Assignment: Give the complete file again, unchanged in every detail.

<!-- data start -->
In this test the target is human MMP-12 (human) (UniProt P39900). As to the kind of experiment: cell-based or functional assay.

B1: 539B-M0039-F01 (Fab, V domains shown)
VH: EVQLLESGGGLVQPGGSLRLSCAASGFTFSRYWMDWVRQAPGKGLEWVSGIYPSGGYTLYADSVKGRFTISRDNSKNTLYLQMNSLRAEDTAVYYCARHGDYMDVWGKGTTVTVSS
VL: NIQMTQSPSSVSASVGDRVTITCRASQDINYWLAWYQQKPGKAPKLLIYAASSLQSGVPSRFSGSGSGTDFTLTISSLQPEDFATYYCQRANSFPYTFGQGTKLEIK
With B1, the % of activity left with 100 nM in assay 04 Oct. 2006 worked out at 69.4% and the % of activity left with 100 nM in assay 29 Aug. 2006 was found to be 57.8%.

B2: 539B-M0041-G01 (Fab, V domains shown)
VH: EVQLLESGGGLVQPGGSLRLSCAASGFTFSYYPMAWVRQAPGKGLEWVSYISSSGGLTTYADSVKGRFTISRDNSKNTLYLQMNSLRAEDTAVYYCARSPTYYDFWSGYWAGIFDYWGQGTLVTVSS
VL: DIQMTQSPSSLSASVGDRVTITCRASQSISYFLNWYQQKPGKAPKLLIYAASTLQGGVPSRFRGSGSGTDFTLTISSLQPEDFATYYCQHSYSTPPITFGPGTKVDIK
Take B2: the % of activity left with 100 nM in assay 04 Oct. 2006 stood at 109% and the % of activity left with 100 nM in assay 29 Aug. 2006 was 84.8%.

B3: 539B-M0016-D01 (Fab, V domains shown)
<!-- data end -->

In this test the target is human MMP-12 (human) (UniProt P39900). As to the kind of experiment: cell-based or functional assay.

B1: 539B-M0039-F01 (Fab, V domains shown)
VH: EVQLLESGGGLVQPGGSLRLSCAASGFTFSRYWMDWVRQAPGKGLEWVSGIYPSGGYTLYADSVKGRFTISRDNSKNTLYLQMNSLRAEDTAVYYCARHGDYMDVWGKGTTVTVSS
VL: NIQMTQSPSSVSASVGDRVTITCRASQDINYWLAWYQQKPGKAPKLLIYAASSLQSGVPSRFSGSGSGTDFTLTISSLQPEDFATYYCQRANSFPYTFGQGTKLEIK
With B1, the % of activity left with 100 nM in assay 04 Oct. 2006 worked out at 69.4% and the % of activity left with 100 nM in assay 29 Aug. 2006 was found to be 57.8%.

B2: 539B-M0041-G01 (Fab, V domains shown)
VH: EVQLLESGGGLVQPGGSLRLSCAASGFTFSYYPMAWVRQAPGKGLEWVSYISSSGGLTTYADSVKGRFTISRDNSKNTLYLQMNSLRAEDTAVYYCARSPTYYDFWSGYWAGIFDYWGQGTLVTVSS
VL: DIQMTQSPSSLSASVGDRVTITCRASQSISYFLNWYQQKPGKAPKLLIYAASTLQGGVPSRFRGSGSGTDFTLTISSLQPEDFATYYCQHSYSTPPITFGPGTKVDIK
Take B2: the % of activity left with 100 nM in assay 04 Oct. 2006 stood at 109% and the % of activity left with 100 nM in assay 29 Aug. 2006 was 84.8%.

B3: 539B-M0016-D01 (Fab, V domains shown)